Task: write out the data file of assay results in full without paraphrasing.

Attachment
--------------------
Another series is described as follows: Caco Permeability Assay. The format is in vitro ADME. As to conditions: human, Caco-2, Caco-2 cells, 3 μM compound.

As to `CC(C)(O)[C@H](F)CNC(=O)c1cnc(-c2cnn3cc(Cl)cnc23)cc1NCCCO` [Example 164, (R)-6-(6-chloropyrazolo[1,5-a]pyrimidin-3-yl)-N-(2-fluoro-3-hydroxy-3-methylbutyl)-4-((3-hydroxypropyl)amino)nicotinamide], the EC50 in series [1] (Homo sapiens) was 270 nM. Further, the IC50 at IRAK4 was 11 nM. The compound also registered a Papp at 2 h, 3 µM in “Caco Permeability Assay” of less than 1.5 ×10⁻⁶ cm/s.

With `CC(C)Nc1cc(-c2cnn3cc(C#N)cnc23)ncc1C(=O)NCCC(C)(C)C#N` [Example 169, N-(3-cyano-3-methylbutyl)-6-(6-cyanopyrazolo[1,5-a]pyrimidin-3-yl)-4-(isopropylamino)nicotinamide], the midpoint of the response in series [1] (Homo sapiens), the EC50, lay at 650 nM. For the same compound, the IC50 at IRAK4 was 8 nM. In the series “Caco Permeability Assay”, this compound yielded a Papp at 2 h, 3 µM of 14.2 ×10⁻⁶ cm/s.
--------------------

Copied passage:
Another series is described as follows: Caco Permeability Assay. The format is in vitro ADME. As to conditions: human, Caco-2, Caco-2 cells, 3 μM compound.

As to `CC(C)(O)[C@H](F)CNC(=O)c1cnc(-c2cnn3cc(Cl)cnc23)cc1NCCCO` [Example 164, (R)-6-(6-chloropyrazolo[1,5-a]pyrimidin-3-yl)-N-(2-fluoro-3-hydroxy-3-methylbutyl)-4-((3-hydroxypropyl)amino)nicotinamide], the EC50 in series [1] (Homo sapiens) was 270 nM. Further, the IC50 at IRAK4 was 11 nM. The compound also registered a Papp at 2 h, 3 µM in “Caco Permeability Assay” of less than 1.5 ×10⁻⁶ cm/s.

With `CC(C)Nc1cc(-c2cnn3cc(C#N)cnc23)ncc1C(=O)NCCC(C)(C)C#N` [Example 169, N-(3-cyano-3-methylbutyl)-6-(6-cyanopyrazolo[1,5-a]pyrimidin-3-yl)-4-(isopropylamino)nicotinamide], the midpoint of the response in series [1] (Homo sapiens), the EC50, lay at 650 nM. For the same compound, the IC50 at IRAK4 was 8 nM. In the series “Caco Permeability Assay”, this compound yielded a Papp at 2 h, 3 µM of 14.2 ×10⁻⁶ cm/s.